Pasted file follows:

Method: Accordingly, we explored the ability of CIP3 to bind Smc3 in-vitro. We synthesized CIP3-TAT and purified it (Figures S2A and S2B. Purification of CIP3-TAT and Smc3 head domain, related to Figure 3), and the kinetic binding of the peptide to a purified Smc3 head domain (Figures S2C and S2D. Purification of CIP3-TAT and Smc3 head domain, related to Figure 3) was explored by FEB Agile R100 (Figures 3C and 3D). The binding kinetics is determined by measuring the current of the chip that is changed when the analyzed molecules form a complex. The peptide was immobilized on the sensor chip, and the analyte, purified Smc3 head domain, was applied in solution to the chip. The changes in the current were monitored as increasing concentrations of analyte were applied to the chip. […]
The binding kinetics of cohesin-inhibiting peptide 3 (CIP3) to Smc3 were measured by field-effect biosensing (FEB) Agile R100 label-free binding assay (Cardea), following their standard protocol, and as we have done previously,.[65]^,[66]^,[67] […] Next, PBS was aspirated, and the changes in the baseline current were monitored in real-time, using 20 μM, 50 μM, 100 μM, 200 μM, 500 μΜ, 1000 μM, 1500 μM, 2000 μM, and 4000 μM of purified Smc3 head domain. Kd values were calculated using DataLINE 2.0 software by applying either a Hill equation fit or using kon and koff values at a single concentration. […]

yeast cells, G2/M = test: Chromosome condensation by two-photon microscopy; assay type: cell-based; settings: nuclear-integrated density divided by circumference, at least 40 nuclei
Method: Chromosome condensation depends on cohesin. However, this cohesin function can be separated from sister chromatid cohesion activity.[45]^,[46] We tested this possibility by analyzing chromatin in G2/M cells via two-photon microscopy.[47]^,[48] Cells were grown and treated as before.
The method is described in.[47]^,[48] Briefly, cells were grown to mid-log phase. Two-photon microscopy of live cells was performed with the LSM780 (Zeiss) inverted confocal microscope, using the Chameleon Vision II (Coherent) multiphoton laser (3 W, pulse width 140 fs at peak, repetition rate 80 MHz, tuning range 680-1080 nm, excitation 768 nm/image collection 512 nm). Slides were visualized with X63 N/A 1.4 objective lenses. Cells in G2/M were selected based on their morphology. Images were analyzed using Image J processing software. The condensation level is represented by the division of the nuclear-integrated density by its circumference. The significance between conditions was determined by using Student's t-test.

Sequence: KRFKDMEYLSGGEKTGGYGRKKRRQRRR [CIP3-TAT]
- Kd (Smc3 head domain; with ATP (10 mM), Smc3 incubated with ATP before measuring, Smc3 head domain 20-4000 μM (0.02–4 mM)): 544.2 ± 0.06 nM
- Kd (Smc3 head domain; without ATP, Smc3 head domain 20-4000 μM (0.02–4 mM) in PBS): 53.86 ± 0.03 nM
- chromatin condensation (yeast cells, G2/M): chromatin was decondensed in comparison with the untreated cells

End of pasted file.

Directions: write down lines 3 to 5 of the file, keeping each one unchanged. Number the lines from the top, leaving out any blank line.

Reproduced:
yeast cells, G2/M = test: Chromosome condensation by two-photon microscopy; assay type: cell-based; settings: nuclear-integrated density divided by circumference, at least 40 nuclei
Method: Chromosome condensation depends on cohesin. However, this cohesin function can be separated from sister chromatid cohesion activity.[45]^,[46] We tested this possibility by analyzing chromatin in G2/M cells via two-photon microscopy.[47]^,[48] Cells were grown and treated as before.
The method is described in.[47]^,[48] Briefly, cells were grown to mid-log phase. Two-photon microscopy of live cells was performed with the LSM780 (Zeiss) inverted confocal microscope, using the Chameleon Vision II (Coherent) multiphoton laser (3 W, pulse width 140 fs at peak, repetition rate 80 MHz, tuning range 680-1080 nm, excitation 768 nm/image collection 512 nm). Slides were visualized with X63 N/A 1.4 objective lenses. Cells in G2/M were selected based on their morphology. Images were analyzed using Image J processing software. The condensation level is represented by the division of the nuclear-integrated density by its circumference. The significance between conditions was determined by using Student's t-test.